New York City is looking for a few good private equity managers.
The $120 billion pension system wants to invest $2.5 billion annually on commitments for the next several years, allocating more capital to fewer managers, and boosting its exposure to Western Europe.
After spending several months analysing its private equity programme, top pension officials determined the system had committed to too many managers in 2006, 2007 and 2008. The system has committed about $13 billion to 110 managers, averaging less than $100 million per fund, according to Larry Schloss, chief investment officer in the Office of City Comptroller John Liu. Schloss, and the system’s head of private equity Barry Miller, spoke to Private Equity International in a recent interview.
The officials’ goal, as discussed with the system’s boards of trustees, is to have a “reinvigorated” private equity
programme in three years. One that will be heavily weighted toward first quartile managers, top emerging managers and some European funds.
“We have too many managers and not enough money with top managers,” Schloss said.
We have too many managers and not enough money with top managers.
As part of the “re-positioning” of its private equity portfolio, the system is hiring a broker to run a series of secondary sales that could include up to $2 billion worth of LP interests. The system will not be a “distressed seller”, Miller said, and will only transact if it gets the right price for assets.
“There’s a diverse group of buyers out there and an enormous amount of demand,” Miller said.
In actively managing its portfolio through the secondary market, New York City is joining several other public pensions in the US and Canada that have sold large portfolios in the past year. The California Public Employees’ Retirement System has sold more than $1 billion worth of private equity interests and North Carolina sold close to $1 billion.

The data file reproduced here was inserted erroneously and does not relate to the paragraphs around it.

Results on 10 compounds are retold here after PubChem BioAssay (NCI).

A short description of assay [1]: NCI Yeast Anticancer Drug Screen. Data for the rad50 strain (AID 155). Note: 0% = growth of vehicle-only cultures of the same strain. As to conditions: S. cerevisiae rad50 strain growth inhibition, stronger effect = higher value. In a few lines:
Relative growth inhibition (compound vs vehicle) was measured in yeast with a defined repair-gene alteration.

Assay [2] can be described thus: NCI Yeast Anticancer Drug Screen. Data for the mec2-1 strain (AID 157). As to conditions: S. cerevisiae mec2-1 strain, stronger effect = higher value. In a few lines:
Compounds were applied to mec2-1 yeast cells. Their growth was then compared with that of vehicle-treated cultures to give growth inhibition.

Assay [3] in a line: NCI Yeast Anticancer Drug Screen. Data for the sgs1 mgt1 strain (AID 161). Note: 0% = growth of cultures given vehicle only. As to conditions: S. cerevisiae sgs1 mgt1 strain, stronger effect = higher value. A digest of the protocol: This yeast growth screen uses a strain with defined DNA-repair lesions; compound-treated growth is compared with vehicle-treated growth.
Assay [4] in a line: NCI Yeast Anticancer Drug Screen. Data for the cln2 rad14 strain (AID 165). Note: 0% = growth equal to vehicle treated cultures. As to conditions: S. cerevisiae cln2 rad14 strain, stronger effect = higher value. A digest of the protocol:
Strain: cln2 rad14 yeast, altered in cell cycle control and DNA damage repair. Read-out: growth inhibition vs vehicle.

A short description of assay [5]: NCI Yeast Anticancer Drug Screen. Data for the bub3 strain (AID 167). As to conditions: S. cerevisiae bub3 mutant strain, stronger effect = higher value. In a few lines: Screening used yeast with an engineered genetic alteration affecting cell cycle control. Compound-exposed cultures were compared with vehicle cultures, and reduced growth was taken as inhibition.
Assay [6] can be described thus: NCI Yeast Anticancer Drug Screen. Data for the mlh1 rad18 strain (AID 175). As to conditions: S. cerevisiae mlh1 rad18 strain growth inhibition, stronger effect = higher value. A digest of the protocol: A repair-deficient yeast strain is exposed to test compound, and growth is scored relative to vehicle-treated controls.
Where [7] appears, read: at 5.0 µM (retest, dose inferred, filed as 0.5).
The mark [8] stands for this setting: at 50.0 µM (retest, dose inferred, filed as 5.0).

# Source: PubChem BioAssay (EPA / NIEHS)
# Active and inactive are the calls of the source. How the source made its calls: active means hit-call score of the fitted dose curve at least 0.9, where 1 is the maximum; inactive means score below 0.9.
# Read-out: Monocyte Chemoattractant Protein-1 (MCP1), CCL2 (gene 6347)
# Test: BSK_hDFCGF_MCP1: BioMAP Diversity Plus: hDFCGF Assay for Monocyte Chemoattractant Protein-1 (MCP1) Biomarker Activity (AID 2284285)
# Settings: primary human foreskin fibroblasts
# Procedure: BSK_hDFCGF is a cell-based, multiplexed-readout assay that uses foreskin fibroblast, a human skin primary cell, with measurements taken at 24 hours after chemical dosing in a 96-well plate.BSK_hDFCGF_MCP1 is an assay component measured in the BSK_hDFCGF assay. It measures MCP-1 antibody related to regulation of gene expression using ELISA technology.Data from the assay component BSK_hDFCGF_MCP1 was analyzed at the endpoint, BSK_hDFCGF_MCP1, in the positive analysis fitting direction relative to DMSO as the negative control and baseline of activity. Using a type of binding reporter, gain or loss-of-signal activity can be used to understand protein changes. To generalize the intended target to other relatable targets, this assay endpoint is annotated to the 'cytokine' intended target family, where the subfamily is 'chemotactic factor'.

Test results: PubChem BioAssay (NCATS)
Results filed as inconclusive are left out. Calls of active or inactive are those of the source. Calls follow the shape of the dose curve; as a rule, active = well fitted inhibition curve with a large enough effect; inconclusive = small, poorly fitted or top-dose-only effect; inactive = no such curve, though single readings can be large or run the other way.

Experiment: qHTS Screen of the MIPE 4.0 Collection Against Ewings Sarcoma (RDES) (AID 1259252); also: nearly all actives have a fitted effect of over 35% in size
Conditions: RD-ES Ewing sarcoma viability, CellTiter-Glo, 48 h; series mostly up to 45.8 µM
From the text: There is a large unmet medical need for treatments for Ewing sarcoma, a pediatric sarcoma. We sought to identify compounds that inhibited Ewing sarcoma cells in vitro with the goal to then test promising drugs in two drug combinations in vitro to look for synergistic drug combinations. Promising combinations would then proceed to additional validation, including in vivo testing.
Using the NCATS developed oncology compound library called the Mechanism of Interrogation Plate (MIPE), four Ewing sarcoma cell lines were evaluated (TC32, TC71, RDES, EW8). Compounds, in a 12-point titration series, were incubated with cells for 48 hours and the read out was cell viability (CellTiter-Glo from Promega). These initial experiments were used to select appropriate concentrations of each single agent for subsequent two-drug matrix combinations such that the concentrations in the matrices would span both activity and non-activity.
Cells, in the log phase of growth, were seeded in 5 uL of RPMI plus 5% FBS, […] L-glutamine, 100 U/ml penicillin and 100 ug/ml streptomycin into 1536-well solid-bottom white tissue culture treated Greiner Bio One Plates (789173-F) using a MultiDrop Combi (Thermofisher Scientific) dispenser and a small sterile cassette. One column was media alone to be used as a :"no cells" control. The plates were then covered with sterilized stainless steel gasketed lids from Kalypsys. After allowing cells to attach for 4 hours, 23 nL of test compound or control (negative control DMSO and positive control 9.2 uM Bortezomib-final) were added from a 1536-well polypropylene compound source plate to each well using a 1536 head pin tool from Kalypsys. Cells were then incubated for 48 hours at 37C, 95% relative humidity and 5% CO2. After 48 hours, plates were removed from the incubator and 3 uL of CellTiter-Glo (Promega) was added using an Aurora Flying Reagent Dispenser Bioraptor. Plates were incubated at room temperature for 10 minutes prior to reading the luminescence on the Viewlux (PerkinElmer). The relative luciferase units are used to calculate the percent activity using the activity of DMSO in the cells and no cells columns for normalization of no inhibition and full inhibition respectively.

Others public systems in New Jersey, New Mexico and Ohio have been considering or have sold stakes on the secondary market.
The system’s actual allocation to private equity stands at around 6.5 percent, which would drop after a large secondary sale. New York City wants to then boost the allocation target to the asset class to about 7 percent – the sale would free up space for the system to make new commitments.
The pension system wants to target first quartile firms, though not necessarily large firms. The system is open to smaller and emerging managers as well, they said. In fact, New York City has about $600 million committed to four emerging manager fund of funds.
One thing the system is not considering in a significant way is emerging markets. Exposure to the strategy comes
Emerging markets open and close pretty quickly … which might not be ideal for private equity.
through the system’s relationship with large, internationally focused funds, but there are no plans to individually target local developing market managers, according to Schloss.
“Emerging markets open and close pretty quickly … which might not be ideal for private equity,” he said. “We are however, increasing our exposure to emerging market public equities from about 3 percent to 7 percent varying by system and are in the final stages of a manager RFP which will expand our group of emerging market managers.”
The city system has already committed a large portion of its 2011 $2.5 billion goal, the officials said, pledging to five managers this year, including two emerging managers. As an example of the system’s philosophy, one of the commitments was to a “new relationship” totaling $325 million.
While the officials declined to give specific details about the commitments, the individual pension funds that make up the city system have made public the last nine months of commitment activity.
For example, the city's Teachers' pension fund, which is advised by Hamilton Lane, committed $280 million to EQT Partners, BC Partners, AXA Secondary Fund and Pegasus Partners in the last nine months. The city's firefighters' pension committed $85 million in the past nine months to Wellspring Capital Management, The Blackstone Group, Ampersand Capital Partners and Black Diamond Capital Management.
Without giving specifics, the officials said the system has a robust pipeline of firms to which they are considering commitments. They are also interested in meeting quality managers that aren’t yet in fundraising, but will be in a few years, the officials said.